and research awards received); and development of national capacity for
maternal and child health related research, and prevention, including the
establishment or strengthening of model maternal and child health research
centers of excellence in the home countries of trainees.  Assessment of
performance will be made jointly by FIC and NICHD.  Special program reviews
will be conducted by the FIC and NICHD.


Approximately $500,000 is anticipated for support of this program in FY 1999
and an estimated $1,000,000 more for new awards in FY 2000 depending upon
availability of funds.  The maximum allowable support for the first year is
$200,000 (total costs including 8% facilities and administrative costs). 
Awards will be made in FY 1999 and in FY 2000 with the expectation that 3 new
awards can be made in FY 1999 and 6 additional new awards can be made in FY
2000 depending upon merit and availability of funds.  A budget increase of 3%
may be requested for years 02 to 05.  Depending on the availability of funds
for support of IMCHRT in the future, FIC will consider this requested increase
when making future-year awards.  Also, administrative supplemental budget
requests up to 20% may be requested in any one year to cover unusual, unique
scientific opportunities or emergency situations.  These requests will be
reviewed jointly by FIC and NICHD and awarded based upon merit and depending
upon available funds.


Scope of Training

A. Training Objectives

The integration of the FIC IMCHRT program and the future companion NICHD ICMCH
will facilitate training of foreign scientists in the context of ICMCH
research priority areas and facilitate sustainable collaborative research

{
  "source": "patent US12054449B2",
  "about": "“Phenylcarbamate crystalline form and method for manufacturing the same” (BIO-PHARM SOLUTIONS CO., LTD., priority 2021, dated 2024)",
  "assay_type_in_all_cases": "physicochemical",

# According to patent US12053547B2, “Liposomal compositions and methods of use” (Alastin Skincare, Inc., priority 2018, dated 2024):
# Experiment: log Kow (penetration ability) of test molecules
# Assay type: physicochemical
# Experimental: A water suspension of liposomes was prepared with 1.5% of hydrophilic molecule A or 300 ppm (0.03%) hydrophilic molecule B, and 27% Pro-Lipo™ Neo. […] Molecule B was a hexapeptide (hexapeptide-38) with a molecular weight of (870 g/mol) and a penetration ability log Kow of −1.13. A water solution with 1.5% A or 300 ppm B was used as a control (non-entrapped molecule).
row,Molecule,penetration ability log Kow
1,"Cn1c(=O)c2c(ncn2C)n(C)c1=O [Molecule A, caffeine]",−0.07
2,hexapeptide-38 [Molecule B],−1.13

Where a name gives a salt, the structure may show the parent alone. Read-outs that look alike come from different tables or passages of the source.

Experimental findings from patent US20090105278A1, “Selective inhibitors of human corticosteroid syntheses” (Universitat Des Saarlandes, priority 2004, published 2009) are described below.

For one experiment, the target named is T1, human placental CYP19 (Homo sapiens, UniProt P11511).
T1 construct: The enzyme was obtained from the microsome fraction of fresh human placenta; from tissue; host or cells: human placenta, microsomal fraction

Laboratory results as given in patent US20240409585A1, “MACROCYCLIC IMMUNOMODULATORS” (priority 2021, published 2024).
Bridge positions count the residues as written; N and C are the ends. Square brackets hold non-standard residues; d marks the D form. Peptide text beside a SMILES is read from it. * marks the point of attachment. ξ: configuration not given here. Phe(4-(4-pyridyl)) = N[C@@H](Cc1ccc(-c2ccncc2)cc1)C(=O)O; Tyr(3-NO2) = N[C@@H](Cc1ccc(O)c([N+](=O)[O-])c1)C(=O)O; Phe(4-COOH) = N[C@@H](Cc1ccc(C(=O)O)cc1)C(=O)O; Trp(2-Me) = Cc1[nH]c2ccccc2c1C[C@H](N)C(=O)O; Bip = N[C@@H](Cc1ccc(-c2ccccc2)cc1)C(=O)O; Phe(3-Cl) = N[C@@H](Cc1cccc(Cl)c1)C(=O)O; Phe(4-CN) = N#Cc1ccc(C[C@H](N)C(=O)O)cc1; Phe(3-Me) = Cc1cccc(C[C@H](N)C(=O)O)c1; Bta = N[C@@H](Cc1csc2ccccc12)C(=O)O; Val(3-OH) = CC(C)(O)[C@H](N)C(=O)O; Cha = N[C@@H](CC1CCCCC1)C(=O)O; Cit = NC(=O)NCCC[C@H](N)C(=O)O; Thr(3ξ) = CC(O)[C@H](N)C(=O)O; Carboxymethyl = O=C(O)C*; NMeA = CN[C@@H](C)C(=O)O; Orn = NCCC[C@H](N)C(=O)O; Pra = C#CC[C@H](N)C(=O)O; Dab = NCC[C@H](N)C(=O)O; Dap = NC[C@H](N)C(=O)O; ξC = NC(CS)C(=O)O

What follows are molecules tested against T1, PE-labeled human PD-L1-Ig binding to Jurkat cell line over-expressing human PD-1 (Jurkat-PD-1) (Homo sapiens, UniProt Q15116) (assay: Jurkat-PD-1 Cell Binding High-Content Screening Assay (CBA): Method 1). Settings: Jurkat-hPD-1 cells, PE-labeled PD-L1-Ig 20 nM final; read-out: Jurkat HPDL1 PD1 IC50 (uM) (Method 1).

between the U.S. and foreign countries.  The establishment and strengthening
of scientific linkages between U.S. and foreign investigators stimulates self-
sufficiency of the collaborating foreign institution and enhances the
scientific infrastructure for additional international collaborative
arrangements.  The linkage of the ICMCH research and the IMCHRT training and
research capacity building programs is a logical extension of collaborative
efforts between FIC and NICHD to build research capacity and support
interventions to improve the health of mothers and children in the developing
world, as well as in Russia and the newly independent states of the former
Soviet Union.

B. Training Plan

The training plan should include U.S.-based, long-term (usually a minimum of
two years) training leading to an advanced degree or to provide mentored
postdoctoral research training.  The IMCHRT will promote and facilitate
training courses targeted toward specific needs, such as learning laboratory
or social science or behavioral research techniques and transfer of medical
informatics, biotechnology and other methods required to support maternal and
child health research efforts in the home countries of the trainees involved
in the companion ICMCH research projects.  When a specific scientific course
is given by one IMCHRT program it is expected that this course will be open to
trainees of other IMCHRT award institutions with the expenses for this to be
included within the regular budgets for each program that intends to send its
trainees to such courses.  Training activities will be coordinated,
facilitated and monitored by networking meetings of IMCHRT Principal